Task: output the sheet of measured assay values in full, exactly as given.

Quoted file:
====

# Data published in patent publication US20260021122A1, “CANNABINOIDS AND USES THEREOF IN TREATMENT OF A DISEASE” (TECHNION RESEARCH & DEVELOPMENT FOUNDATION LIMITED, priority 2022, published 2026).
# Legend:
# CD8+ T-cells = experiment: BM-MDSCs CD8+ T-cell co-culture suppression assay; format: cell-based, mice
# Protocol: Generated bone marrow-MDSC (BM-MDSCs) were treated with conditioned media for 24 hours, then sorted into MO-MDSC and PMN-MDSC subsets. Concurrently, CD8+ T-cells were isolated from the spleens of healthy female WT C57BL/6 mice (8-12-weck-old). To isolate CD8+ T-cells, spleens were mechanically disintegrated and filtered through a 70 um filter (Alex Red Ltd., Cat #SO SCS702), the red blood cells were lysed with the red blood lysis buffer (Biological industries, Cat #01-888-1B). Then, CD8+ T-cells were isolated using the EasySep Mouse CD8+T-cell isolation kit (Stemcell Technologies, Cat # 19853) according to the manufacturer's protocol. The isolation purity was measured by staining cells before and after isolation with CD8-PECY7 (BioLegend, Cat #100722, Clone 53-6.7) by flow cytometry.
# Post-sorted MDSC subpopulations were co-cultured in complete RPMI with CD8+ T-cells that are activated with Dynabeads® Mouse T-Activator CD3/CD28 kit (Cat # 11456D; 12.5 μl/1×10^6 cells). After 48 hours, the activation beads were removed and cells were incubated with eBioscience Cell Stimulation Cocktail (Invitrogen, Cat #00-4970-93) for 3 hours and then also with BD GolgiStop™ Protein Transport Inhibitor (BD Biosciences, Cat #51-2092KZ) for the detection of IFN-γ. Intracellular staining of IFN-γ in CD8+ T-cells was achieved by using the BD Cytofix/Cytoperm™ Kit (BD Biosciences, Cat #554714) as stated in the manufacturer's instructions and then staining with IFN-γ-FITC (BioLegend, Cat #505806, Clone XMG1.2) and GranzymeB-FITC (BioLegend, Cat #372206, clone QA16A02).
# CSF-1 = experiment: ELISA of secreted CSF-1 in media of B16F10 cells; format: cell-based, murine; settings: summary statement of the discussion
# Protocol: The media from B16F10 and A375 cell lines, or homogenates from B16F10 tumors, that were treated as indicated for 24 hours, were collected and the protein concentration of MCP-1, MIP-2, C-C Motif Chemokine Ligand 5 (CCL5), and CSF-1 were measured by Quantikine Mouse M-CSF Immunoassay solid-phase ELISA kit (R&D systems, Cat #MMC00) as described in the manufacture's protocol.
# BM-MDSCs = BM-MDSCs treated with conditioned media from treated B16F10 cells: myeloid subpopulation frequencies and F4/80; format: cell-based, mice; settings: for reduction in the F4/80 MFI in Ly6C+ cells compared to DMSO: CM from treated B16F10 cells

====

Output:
# Data published in patent publication US20260021122A1, “CANNABINOIDS AND USES THEREOF IN TREATMENT OF A DISEASE” (TECHNION RESEARCH & DEVELOPMENT FOUNDATION LIMITED, priority 2022, published 2026).
# Legend:
# CD8+ T-cells = experiment: BM-MDSCs CD8+ T-cell co-culture suppression assay; format: cell-based, mice
# Protocol: Generated bone marrow-MDSC (BM-MDSCs) were treated with conditioned media for 24 hours, then sorted into MO-MDSC and PMN-MDSC subsets. Concurrently, CD8+ T-cells were isolated from the spleens of healthy female WT C57BL/6 mice (8-12-weck-old). To isolate CD8+ T-cells, spleens were mechanically disintegrated and filtered through a 70 um filter (Alex Red Ltd., Cat #SO SCS702), the red blood cells were lysed with the red blood lysis buffer (Biological industries, Cat #01-888-1B). Then, CD8+ T-cells were isolated using the EasySep Mouse CD8+T-cell isolation kit (Stemcell Technologies, Cat # 19853) according to the manufacturer's protocol. The isolation purity was measured by staining cells before and after isolation with CD8-PECY7 (BioLegend, Cat #100722, Clone 53-6.7) by flow cytometry.
# Post-sorted MDSC subpopulations were co-cultured in complete RPMI with CD8+ T-cells that are activated with Dynabeads® Mouse T-Activator CD3/CD28 kit (Cat # 11456D; 12.5 μl/1×10^6 cells). After 48 hours, the activation beads were removed and cells were incubated with eBioscience Cell Stimulation Cocktail (Invitrogen, Cat #00-4970-93) for 3 hours and then also with BD GolgiStop™ Protein Transport Inhibitor (BD Biosciences, Cat #51-2092KZ) for the detection of IFN-γ. Intracellular staining of IFN-γ in CD8+ T-cells was achieved by using the BD Cytofix/Cytoperm™ Kit (BD Biosciences, Cat #554714) as stated in the manufacturer's instructions and then staining with IFN-γ-FITC (BioLegend, Cat #505806, Clone XMG1.2) and GranzymeB-FITC (BioLegend, Cat #372206, clone QA16A02).
# CSF-1 = experiment: ELISA of secreted CSF-1 in media of B16F10 cells; format: cell-based, murine; settings: summary statement of the discussion
# Protocol: The media from B16F10 and A375 cell lines, or homogenates from B16F10 tumors, that were treated as indicated for 24 hours, were collected and the protein concentration of MCP-1, MIP-2, C-C Motif Chemokine Ligand 5 (CCL5), and CSF-1 were measured by Quantikine Mouse M-CSF Immunoassay solid-phase ELISA kit (R&D systems, Cat #MMC00) as described in the manufacture's protocol.
# BM-MDSCs = BM-MDSCs treated with conditioned media from treated B16F10 cells: myeloid subpopulation frequencies and F4/80; format: cell-based, mice; settings: for reduction in the F4/80 MFI in Ly6C+ cells compared to DMSO: CM from treated B16F10 cells